70s Music

Classic Rock Profiles: Richie Furay

Richie Furay

Introduction to Richie Furay

Richie Furay is an American singer and songwriter who was part of the legendary 60s rock group Buffalo Springfield, and also launched a solo career during the 70s music era. When Buffalo Springfield split in 1968, Furay formed a band called Poco, which released a handful of albums. After Poco, Furay formed the Souther-Hillman-Furay Band which was short-lived. Furay experienced a conversion to Christianity and formed the Richie Furay Band, whose songs they performed resonated his new found beliefs. He and his band released a handful of albums including 1976’s I’ve Got a Reason. However, frustrated by the lack of commercial success and excessive touring, he went on a semi-retirement from the music industry, becoming a pastor/minister at a chapel in Colorado. Furay still performs as a solo artist, and occasionally tours with Poco. He still currently plays with the reformed Richie Furay Band, as well as reunited with surviving Buffalo Spring members Neil Young and Stephen Stills in 2010 for the Bridge School Benefit, an annual event held in California.

 

 

Who is Richie Furay?

American singer and songwriter Richie Furay was born Paul Richard Furay on May 9, 1944 in Yellow Springs, Ohio. Furay is best remembered as one of the founding members of the bands Buffalo Springfield (with Stephen Stills, Neil Young, Bruce Palmer and Dewey Martin) and Poco (with Jim Messina, Rusty Young, George Grantham and Randy Meisner). He is a Rock and Rall Hall of Fame inductee, being part of Buffalo Springfield who is one of the most influential American rock groups.

 

Furay with his former bands

At the famous Cafe Au Go Go in New York City, Furay started his music career as one of the members of the nine-piece band the Au Go Go Singers. The band comprised of Furay, Kathy King, Roy Michaels, Nel Gustafson, Rick Geiger, Bob Hamerlink, Jean Gurney, Michael Scott and Stills. Around late 1960’s, Furay decided to form his own band resulting with the country-rock band Poco. There, he was with Rusty Young and Jim Messina, an album producer and later became the occasional bass player of Buffalo Springfield.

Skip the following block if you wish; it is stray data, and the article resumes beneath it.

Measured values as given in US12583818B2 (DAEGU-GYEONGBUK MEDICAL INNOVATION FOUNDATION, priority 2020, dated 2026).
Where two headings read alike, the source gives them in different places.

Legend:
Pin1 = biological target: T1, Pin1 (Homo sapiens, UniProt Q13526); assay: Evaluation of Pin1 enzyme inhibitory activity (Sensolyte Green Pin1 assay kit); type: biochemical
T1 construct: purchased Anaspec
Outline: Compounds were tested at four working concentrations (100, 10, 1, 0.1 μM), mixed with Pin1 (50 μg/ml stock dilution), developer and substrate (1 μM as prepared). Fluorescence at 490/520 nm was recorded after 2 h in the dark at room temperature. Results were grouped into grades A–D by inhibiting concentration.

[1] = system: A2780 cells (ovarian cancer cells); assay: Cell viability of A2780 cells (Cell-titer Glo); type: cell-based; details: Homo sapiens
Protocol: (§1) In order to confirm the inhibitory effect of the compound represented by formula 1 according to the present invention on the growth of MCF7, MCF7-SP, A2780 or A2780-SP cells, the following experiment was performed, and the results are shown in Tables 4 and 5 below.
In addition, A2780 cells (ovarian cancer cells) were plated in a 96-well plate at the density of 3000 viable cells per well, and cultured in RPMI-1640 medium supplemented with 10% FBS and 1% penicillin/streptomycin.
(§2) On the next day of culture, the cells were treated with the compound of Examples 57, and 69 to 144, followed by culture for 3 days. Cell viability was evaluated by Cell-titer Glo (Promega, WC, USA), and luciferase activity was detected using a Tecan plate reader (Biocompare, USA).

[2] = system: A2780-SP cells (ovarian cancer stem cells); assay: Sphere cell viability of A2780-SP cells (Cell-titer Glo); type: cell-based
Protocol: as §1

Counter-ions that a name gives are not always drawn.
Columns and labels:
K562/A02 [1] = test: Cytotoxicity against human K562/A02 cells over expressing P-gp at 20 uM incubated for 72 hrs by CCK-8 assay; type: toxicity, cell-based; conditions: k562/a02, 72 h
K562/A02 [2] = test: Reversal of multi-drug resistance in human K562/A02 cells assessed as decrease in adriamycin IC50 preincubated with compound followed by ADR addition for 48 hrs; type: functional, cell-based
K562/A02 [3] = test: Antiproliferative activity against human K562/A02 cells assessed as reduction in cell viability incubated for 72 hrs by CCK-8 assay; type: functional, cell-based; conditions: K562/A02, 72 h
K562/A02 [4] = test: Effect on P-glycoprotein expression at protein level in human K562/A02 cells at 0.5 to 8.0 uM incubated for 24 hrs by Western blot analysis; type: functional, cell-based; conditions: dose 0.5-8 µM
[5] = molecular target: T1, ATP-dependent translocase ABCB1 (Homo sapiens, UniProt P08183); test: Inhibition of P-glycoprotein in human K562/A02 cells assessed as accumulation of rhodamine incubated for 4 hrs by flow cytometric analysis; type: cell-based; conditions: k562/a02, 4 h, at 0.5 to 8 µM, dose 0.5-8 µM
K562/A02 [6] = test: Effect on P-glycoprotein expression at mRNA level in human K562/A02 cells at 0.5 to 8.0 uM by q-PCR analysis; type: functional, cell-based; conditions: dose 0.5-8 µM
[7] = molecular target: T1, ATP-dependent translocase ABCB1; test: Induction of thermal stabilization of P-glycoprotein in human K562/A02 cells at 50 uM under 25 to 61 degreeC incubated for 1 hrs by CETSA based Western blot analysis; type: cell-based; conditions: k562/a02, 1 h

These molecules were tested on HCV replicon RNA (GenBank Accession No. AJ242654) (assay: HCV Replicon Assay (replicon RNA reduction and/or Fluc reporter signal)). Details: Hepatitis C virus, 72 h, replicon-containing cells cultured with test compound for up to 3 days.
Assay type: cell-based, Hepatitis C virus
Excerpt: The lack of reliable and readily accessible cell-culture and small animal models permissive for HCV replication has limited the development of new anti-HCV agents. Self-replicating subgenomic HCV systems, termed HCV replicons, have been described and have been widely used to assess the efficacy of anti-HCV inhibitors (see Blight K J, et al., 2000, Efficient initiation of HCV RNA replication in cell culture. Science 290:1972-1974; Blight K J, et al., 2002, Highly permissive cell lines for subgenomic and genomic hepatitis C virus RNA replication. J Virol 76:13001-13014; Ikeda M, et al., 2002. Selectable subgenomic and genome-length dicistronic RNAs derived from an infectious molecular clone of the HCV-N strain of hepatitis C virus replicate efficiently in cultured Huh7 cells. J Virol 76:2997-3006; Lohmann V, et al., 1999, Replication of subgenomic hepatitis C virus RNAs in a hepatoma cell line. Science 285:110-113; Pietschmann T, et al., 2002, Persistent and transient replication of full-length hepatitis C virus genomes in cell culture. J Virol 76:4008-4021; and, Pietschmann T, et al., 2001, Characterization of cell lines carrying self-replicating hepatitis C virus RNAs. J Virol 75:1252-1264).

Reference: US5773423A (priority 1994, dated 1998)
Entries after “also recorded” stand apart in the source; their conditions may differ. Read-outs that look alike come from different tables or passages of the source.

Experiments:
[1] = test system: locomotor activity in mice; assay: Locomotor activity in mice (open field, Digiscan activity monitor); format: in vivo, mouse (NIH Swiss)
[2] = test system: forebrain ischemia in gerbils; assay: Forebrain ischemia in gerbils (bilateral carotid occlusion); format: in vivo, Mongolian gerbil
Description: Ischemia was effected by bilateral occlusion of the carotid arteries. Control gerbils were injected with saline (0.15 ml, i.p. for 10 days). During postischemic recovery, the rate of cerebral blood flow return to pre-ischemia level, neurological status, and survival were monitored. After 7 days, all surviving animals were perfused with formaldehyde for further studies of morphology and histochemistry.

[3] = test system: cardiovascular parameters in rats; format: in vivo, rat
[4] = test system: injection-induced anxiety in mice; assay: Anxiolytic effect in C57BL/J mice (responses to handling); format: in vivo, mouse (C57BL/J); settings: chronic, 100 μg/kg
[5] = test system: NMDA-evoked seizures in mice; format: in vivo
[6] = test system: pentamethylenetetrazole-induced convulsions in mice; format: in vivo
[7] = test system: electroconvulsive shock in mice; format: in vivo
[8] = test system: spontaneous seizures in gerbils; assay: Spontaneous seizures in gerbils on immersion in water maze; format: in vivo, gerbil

After gaining considerable success with Poco, Furay left the band and formed the Souther-Hillman-Furay Band. Band member Al Perkins introduced Furay to Christianity which helped save his collapsing marriage. Souther-Hillman-Furay Band released their self-titled debut album with the single “Fallin in Love,” which became a Top 30 hit. The album also certified Gold. However, Souther-Hillman-Furay Band was unable to follow up their initial success, and soon they broke up.

Furay later moved to Sugarloaf Mountain, Colorado where he formed another group simply called the Richie Furay Band. In 1976, the band issued the album I’ve Got a Reason which was some sort of a Christian album released on Asylum Records with the help of its founder and owner David Geffen. From then on, Furay became the pioneer of Christian Rock. However the carrier single “I Still Have Dreams” is a secular track and was minor hit it in 1979.

 

Furay’s later years

Around the early 1980’s, Furay continued to perform as a solo artist and at the same time, he was also a senior pastor of the non-sectarian Calvary Chapel in Bloomfield, Colorado. He sometimes did some occasional shows with Poco as well.

In 2006, Furay embarked on a tour with America and Linda Ronstadt as an opening act. A release of The Heartbeat of Love was issued later on. In 2007, a Richie Furay Band reunion was held in Colorado’s Boulder and Bluebird Theaters. The said reunion was recorded and released as a double CD which entitled ALIVE.

Furay reunited with the other surviving Buffalo Springfield members Stills and Young to play at the 24th annual Bridge School Benefit at Shoreline Amphitheater in Mountain View, California.

 

 

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